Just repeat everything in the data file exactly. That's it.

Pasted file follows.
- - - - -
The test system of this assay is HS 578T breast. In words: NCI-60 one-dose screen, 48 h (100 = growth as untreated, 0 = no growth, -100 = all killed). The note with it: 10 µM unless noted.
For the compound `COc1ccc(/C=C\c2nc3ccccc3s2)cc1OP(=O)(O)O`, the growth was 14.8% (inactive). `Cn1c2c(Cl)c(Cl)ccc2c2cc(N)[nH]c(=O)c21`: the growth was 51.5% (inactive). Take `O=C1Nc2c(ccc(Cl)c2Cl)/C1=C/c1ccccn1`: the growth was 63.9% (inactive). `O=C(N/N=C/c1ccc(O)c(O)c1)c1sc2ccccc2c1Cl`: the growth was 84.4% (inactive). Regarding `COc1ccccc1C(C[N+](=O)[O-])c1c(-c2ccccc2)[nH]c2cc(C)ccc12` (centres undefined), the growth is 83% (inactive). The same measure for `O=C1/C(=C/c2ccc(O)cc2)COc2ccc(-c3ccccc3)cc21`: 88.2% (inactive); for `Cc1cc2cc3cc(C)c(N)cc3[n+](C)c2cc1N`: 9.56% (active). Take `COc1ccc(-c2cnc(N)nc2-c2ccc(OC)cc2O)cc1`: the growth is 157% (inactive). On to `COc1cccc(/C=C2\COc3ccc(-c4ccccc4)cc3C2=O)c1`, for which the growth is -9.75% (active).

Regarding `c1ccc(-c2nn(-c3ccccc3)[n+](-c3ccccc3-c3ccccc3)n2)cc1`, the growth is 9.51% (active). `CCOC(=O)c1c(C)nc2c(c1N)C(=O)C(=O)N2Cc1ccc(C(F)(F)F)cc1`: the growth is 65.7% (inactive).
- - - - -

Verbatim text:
The test system of this assay is HS 578T breast. In words: NCI-60 one-dose screen, 48 h (100 = growth as untreated, 0 = no growth, -100 = all killed). The note with it: 10 µM unless noted.
For the compound `COc1ccc(/C=C\c2nc3ccccc3s2)cc1OP(=O)(O)O`, the growth was 14.8% (inactive). `Cn1c2c(Cl)c(Cl)ccc2c2cc(N)[nH]c(=O)c21`: the growth was 51.5% (inactive). Take `O=C1Nc2c(ccc(Cl)c2Cl)/C1=C/c1ccccn1`: the growth was 63.9% (inactive). `O=C(N/N=C/c1ccc(O)c(O)c1)c1sc2ccccc2c1Cl`: the growth was 84.4% (inactive). Regarding `COc1ccccc1C(C[N+](=O)[O-])c1c(-c2ccccc2)[nH]c2cc(C)ccc12` (centres undefined), the growth is 83% (inactive). The same measure for `O=C1/C(=C/c2ccc(O)cc2)COc2ccc(-c3ccccc3)cc21`: 88.2% (inactive); for `Cc1cc2cc3cc(C)c(N)cc3[n+](C)c2cc1N`: 9.56% (active). Take `COc1ccc(-c2cnc(N)nc2-c2ccc(OC)cc2O)cc1`: the growth is 157% (inactive). On to `COc1cccc(/C=C2\COc3ccc(-c4ccccc4)cc3C2=O)c1`, for which the growth is -9.75% (active).

Regarding `c1ccc(-c2nn(-c3ccccc3)[n+](-c3ccccc3-c3ccccc3)n2)cc1`, the growth is 9.51% (active). `CCOC(=O)c1c(C)nc2c(c1N)C(=O)C(=O)N2Cc1ccc(C(F)(F)F)cc1`: the growth is 65.7% (inactive).